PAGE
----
I have no idea where to start with this one, because I still can't really figure out what went on yesterday during my 3rd experience racing Boulevard Road race (first was 4 years ago in college, and second was last year). All I can say for sure is that you know you are a mountain bike racer when you cannot for the life of you figure out what the heck tactics were going on/what you should have done in response in a bike race.
But first, a picture of my motivation to race road bikes in San Diego County, the best nachos of your life.
|So good I am already trying to find another excuse to go down to Alpine...|
Obscenely confusing tactics aside, Boulevard is my favorite road race in SoCal, and even though I am 99% a mountain bike racer at this point, I can't imagine missing it. The race started as usual, with the group riding conservatively around the first 22.7 mile lap to the base of the hill. The first time up the nasty 20ish min climb I covered some attacks and eventually was off the front with local strong woman Tracy. At the top we were 45 seconds up from the pack, not enough time to be worth it with just two of us. We let the chase of 7 catch us and I tried to recover. It was hard work sitting in though, somehow I found myself on the front several times covering small attacks that no one else seemed to want to chase. Second time up the hill the group stayed pretty much together until I attacked, again bringing only one other girl with me, not worth it. Seeing how I had already done a lot of work/pushed the pace on the climb twice, I thought I would sit in for good till the last time up the climb to the finish. I chatted with some of the more experienced ladies about tactics, tried to stay in the way back, recovered a little. But then, halfway through the 22 mile lap a girl went off the front (while I was picking my nose in the back) and NO ONE did anything to chase her down! A minute or so went by and I became a bit frantic. Why was no one going after her? Were they just going to let her win? Eventually I went to the front and started to work because I certainly didn't want to hand the win over that easy! After some time on the front I sat up and moved over so someone else could help out. No one did. I worked some more, sat up again, and again, no one came through to help. Eventually I put my head down and decided to do all the work, because even if I was shelled for the final climb, I couldn't stand the idea of giving up like that. I eventually caught the chick who had been off the front, and then tried again to get someone else to pull through. Nothing. So basically I sat on the front all the way to the climb and then, because I was pissed at the group for leaving me in the wind, I attacked. Oddly, this worked. Tracy and Caitlin eventually found me, and we tortured each other the whole way up, until about 500m to the finish. At this point Tracy and I were just waiting for the other to initiate the final sprint. It was agonizing, waiting, stressing about which gear to be in, trying to figure out exactly when I should dig in and attack, worrying about the fact that she had raced smarter than me and worked less during the last 3 hours. I can't remember who eventually initiated it, but suddenly we were riding as hard as possible up the hill to the finish, up shifting as we went, pushing down on the pedals with agonizing force. I kept telling myself that I wanted it more, that I could withstand any amount of pain for the win, that I had it in me, and then, as soon as the sprint had started, I was over the line, in first.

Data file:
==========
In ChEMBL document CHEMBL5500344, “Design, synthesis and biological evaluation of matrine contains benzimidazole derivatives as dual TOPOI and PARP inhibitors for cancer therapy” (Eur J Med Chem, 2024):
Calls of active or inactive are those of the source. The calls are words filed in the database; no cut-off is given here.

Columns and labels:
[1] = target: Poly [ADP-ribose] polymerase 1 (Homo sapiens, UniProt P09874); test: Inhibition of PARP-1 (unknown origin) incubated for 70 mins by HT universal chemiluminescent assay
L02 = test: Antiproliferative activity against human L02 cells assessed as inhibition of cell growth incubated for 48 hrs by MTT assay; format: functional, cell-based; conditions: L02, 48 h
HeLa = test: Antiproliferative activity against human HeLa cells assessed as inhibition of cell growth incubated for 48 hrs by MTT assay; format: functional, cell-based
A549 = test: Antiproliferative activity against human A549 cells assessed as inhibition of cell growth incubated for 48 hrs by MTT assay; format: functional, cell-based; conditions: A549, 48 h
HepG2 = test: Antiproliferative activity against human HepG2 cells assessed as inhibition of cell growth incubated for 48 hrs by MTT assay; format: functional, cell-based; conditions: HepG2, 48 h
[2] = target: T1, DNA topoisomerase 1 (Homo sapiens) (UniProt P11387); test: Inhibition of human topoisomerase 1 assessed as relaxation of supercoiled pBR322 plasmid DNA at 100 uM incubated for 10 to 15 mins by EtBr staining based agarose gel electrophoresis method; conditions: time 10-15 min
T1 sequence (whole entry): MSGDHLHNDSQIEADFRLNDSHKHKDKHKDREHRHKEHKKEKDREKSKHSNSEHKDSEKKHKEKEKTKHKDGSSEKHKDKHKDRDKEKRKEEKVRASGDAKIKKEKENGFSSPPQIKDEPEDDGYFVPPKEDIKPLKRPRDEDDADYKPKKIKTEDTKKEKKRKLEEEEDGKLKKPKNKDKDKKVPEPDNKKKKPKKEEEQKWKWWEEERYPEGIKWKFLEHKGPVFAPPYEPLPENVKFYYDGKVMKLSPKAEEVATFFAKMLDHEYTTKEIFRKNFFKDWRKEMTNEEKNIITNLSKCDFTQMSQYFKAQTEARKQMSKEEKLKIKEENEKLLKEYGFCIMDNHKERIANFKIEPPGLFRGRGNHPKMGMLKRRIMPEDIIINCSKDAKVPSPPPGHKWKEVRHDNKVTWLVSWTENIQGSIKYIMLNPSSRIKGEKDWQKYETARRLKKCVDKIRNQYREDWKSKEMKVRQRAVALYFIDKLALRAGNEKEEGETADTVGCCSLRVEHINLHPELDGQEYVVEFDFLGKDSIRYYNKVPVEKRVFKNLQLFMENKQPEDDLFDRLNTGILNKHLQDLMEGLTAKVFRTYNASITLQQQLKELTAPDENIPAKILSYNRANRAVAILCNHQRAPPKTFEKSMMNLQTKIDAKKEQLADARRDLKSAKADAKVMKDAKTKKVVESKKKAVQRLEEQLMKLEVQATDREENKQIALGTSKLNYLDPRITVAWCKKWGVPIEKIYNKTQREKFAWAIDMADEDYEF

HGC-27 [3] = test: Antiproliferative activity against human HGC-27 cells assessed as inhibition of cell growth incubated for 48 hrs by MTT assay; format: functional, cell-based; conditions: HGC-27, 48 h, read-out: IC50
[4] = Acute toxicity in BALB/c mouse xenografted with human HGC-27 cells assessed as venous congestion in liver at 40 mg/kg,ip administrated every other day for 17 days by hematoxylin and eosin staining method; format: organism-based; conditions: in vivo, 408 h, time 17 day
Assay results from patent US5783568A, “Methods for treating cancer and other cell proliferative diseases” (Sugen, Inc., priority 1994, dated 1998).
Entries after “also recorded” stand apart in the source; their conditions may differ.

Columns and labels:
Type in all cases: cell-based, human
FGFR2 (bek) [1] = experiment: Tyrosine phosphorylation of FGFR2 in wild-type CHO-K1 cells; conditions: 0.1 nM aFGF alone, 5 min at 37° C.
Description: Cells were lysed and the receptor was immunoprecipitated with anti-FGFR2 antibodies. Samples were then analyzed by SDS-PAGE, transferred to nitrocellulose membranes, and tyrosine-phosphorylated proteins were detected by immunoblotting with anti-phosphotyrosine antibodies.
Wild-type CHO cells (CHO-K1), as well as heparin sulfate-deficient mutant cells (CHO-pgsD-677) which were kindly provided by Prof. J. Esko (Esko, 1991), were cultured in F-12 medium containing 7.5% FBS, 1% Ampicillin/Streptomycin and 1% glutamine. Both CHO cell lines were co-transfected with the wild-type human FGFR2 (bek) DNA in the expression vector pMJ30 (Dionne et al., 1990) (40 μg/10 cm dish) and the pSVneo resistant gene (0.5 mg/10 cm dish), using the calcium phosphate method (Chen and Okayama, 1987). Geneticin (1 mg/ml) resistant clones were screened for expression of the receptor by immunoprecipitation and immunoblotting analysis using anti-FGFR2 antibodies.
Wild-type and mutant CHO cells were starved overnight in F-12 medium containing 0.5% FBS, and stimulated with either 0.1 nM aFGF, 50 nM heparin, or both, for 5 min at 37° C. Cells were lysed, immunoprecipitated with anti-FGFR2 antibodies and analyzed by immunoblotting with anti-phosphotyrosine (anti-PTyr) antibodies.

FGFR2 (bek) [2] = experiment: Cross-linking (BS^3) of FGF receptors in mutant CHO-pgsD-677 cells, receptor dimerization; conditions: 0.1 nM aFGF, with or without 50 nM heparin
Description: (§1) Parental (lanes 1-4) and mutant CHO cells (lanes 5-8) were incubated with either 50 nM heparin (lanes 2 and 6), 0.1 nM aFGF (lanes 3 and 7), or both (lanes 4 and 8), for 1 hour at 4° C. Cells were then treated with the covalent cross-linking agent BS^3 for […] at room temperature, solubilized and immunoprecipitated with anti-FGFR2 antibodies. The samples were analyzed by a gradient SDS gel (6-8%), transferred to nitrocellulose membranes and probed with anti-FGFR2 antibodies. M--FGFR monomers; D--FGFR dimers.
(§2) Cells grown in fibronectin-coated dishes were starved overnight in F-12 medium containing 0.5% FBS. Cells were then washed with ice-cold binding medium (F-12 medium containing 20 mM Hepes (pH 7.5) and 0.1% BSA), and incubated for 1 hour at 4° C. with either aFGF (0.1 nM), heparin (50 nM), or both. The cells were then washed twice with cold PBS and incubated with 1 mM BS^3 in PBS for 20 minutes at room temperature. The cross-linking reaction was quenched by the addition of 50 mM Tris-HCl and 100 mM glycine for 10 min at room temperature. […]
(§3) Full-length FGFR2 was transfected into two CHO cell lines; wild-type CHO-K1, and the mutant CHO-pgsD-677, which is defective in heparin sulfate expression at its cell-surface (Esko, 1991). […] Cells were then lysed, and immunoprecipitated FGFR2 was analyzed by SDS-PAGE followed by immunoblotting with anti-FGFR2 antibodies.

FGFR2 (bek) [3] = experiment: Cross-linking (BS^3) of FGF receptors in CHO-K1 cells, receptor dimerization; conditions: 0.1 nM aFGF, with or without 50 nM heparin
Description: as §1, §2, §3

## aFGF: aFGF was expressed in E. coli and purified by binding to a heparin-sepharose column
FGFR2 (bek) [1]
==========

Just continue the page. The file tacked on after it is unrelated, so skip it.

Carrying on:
|This part was unbelievable painful, but so worth it :) Also I may have stolen this picture!|
I thought about this moment a lot over that past week or so. I though about all the time and energy I have put into training, about how smart my coach is and how much faster I feel from working with him, and a lot about how one flat tire or busted shifter cable could cost me this win. In the end, winning Boulevard was just as sweet as I imagined it would be, maybe more because I had worked so hard and was still somehow able to pull it off.
|When there is no podium, you just gotta improvise.|
I can think of a few things I could have done differently, and maybe next time I will learn from my silly mistakes because doing all that chasing and sitting on the front could have easily cost me the win, but for now I think I'll stick with mountain bike racing :)